Synthesis and Crystal Structures of Lanthanide 4-Benzyloxy Benzoates: Influence of Electron-Withdrawing and Electron-Donating Groups On Luminescent Properties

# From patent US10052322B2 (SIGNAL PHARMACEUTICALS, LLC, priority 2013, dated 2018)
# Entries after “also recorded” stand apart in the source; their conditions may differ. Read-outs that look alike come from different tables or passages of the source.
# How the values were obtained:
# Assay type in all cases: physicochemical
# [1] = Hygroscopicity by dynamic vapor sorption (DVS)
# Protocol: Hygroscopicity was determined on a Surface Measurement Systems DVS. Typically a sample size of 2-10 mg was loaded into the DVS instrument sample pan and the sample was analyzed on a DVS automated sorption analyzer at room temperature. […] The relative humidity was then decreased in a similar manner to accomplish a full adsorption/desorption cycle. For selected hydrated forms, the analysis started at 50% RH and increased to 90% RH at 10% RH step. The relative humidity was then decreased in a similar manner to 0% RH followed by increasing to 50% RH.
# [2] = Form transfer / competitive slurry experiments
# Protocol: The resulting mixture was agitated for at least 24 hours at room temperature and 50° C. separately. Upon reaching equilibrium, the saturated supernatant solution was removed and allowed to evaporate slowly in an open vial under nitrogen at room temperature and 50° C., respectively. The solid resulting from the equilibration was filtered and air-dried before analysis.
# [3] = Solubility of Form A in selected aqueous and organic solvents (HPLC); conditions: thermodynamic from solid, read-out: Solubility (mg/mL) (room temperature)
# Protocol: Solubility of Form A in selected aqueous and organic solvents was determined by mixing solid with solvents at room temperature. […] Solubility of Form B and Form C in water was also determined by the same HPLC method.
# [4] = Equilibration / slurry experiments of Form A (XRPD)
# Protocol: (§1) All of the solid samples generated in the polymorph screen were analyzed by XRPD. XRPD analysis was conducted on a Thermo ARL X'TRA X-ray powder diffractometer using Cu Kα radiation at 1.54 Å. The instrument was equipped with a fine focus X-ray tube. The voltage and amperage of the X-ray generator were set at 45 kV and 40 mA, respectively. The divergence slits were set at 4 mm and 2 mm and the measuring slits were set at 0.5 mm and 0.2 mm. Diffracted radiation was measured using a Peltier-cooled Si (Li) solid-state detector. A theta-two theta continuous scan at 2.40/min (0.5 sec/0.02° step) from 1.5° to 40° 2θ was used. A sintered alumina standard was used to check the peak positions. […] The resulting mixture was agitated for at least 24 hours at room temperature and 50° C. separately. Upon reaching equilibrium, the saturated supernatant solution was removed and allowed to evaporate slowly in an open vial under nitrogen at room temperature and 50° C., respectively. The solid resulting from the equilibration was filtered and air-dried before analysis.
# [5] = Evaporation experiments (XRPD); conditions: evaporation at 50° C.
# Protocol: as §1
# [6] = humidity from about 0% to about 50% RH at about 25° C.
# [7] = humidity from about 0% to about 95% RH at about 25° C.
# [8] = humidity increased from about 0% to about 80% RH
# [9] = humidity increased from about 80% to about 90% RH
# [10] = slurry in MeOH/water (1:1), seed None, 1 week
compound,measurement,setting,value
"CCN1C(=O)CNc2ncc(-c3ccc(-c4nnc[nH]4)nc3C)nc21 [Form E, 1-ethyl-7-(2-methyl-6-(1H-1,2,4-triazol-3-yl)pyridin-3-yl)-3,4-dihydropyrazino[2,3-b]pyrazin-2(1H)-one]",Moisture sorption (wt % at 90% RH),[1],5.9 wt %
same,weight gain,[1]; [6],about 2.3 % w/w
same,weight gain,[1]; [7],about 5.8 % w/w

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Three new 4-benzyloxy benzoic acid derivatives [4-benzyloxy benzoic acid = HL1; 3-methoxy-4-benzyloxy benzoic acid = HL2; 3-nitro-4-benzyloxy benzoic acid = HL3] have been employed as ligands for the support of six lanthanide coordination compounds [Tb3+ = 1-3; Eu3+ = 4-6] with the aim of testing the influence of electron releasing (-OMe) or electron withdrawing (-NO2) substituents on the photophysical properties. The new complexes have been characterized by a variety of spectroscopic techniques and two of the Tb3+ complexes [1 and 2] have been structurally authenticated by single-crystal X-ray diffraction. Compounds 1 and 2 crystallize in the monoclinic space group P2(1)/n and their molecular structures consist of homodinuclear species that are bridged by two oxygen atoms from two benzoate ligands. In the case of 1, the carboxylate ligands coordinate to the central Tb3+ ion in bidentate chelating and bidentate bridging modes. By contrast, three different coordination modes (bidentate chelating, bidentate bridging and monodentate) are observed in the case of compound 2. Examination of the packing diagrams for 1 and 2 revealed the presence of a one-dimensional molecular array that is held together by intermolecular hydrogen-bonding interactions. The incorporation of an electron-releasing substituent on position 3 of 4-benzyloxy benzoic acid increases the electron density of the ligand and consequently improves the photoluminescence of the Tb3+ complexes. On the other hand, the presence of an electron-withdrawing group at this position dramatically decreases the overall sensitization efficiency of the Tb3+-centered luminescence due to dissipation of the excitation energy by means of a pi*-n transition of the NO2 substituent along with the participation of the ILCT bands. The weaker photoluminescence of the Eu3+ complexes is attributable to the poor match of the triplet energy levels of the 4-benzyloxy benzoic acid derivatives with that of the emitting level of the central metal ion.